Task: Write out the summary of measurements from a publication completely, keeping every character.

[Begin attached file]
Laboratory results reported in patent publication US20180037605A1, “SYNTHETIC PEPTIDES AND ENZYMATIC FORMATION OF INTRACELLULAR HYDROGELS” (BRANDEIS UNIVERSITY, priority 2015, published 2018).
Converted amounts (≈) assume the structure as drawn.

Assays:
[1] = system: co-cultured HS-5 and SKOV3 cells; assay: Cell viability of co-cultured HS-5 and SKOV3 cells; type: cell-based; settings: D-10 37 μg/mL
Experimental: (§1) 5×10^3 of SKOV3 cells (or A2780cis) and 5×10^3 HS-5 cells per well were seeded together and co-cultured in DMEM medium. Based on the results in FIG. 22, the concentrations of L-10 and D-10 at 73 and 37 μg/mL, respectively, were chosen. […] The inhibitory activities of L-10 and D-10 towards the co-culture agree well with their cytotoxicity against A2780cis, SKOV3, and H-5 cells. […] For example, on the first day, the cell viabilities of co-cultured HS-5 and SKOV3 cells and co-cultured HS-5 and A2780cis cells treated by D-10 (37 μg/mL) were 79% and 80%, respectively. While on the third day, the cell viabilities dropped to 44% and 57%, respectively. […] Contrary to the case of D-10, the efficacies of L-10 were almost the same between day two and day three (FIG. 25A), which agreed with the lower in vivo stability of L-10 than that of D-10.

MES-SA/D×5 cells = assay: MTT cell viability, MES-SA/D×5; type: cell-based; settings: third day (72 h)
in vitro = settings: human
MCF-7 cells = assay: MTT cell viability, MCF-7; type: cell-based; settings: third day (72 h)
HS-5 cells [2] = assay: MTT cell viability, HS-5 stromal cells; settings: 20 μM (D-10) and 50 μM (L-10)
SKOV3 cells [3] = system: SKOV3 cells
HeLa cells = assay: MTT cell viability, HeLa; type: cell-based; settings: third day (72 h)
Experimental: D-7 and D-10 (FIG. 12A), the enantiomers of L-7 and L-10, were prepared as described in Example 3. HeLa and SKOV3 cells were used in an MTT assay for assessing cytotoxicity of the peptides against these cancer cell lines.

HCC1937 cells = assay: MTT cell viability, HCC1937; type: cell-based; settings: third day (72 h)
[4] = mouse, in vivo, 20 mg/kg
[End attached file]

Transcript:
Laboratory results reported in patent publication US20180037605A1, “SYNTHETIC PEPTIDES AND ENZYMATIC FORMATION OF INTRACELLULAR HYDROGELS” (BRANDEIS UNIVERSITY, priority 2015, published 2018).
Converted amounts (≈) assume the structure as drawn.

Assays:
[1] = system: co-cultured HS-5 and SKOV3 cells; assay: Cell viability of co-cultured HS-5 and SKOV3 cells; type: cell-based; settings: D-10 37 μg/mL
Experimental: (§1) 5×10^3 of SKOV3 cells (or A2780cis) and 5×10^3 HS-5 cells per well were seeded together and co-cultured in DMEM medium. Based on the results in FIG. 22, the concentrations of L-10 and D-10 at 73 and 37 μg/mL, respectively, were chosen. […] The inhibitory activities of L-10 and D-10 towards the co-culture agree well with their cytotoxicity against A2780cis, SKOV3, and H-5 cells. […] For example, on the first day, the cell viabilities of co-cultured HS-5 and SKOV3 cells and co-cultured HS-5 and A2780cis cells treated by D-10 (37 μg/mL) were 79% and 80%, respectively. While on the third day, the cell viabilities dropped to 44% and 57%, respectively. […] Contrary to the case of D-10, the efficacies of L-10 were almost the same between day two and day three (FIG. 25A), which agreed with the lower in vivo stability of L-10 than that of D-10.

MES-SA/D×5 cells = assay: MTT cell viability, MES-SA/D×5; type: cell-based; settings: third day (72 h)
in vitro = settings: human
MCF-7 cells = assay: MTT cell viability, MCF-7; type: cell-based; settings: third day (72 h)
HS-5 cells [2] = assay: MTT cell viability, HS-5 stromal cells; settings: 20 μM (D-10) and 50 μM (L-10)
SKOV3 cells [3] = system: SKOV3 cells
HeLa cells = assay: MTT cell viability, HeLa; type: cell-based; settings: third day (72 h)
Experimental: D-7 and D-10 (FIG. 12A), the enantiomers of L-7 and L-10, were prepared as described in Example 3. HeLa and SKOV3 cells were used in an MTT assay for assessing cytotoxicity of the peptides against these cancer cell lines.

HCC1937 cells = assay: MTT cell viability, HCC1937; type: cell-based; settings: third day (72 h)
[4] = mouse, in vivo, 20 mg/kg